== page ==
Home Health An honor, not a burden

An honor, not a burden

Amanda Hill

My favorite part of column-writing at The Times-Picayune was the memorable people who entrusted me with their stories. None inspired me more than Amanda Hill.

The greatest lesson of Katrina, she said, was, “No matter what comes your way, you just have to keep going, and you can get over it.”

The day we met, the senior at Chalmette High was living in a FEMA trailer with her grandmother, in front of their flooded home in Violet. When Amanda was in fifth grade, she lost her young mom to an incurable cancer, which put the storm in perspective.

– Sheila Stroup

Amanda wanted to go far enough in life to help her grandmother the way her grandmother had helped her.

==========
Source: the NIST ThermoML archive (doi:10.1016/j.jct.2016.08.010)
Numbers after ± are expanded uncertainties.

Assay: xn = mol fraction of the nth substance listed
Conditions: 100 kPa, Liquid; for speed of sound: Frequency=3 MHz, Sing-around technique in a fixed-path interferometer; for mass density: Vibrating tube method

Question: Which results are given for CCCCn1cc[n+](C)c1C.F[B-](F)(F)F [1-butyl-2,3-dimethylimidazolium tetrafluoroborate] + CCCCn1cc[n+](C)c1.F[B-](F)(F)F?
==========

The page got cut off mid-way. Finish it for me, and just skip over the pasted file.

She aspired to be a nurse, and with determination, a variety of jobs and her grandmother’s encouragement, she graduated from LSU School of Nursing in 2012 and went on to become a nurse practitioner.

By far, the hardest thing that came her way in her young life was watching her beloved grandmother lose her fight with breast cancer. Amanda called it “an honor, not a burden” to be with her, every step of the way.

She said taking care of her grandmother shaped the way she treats her patients.

“We were a team, and it was love that held us together,” she told me.

Now, as I make my own rugged journey with my dear husband, Stroup, I hold her words close to my heart.

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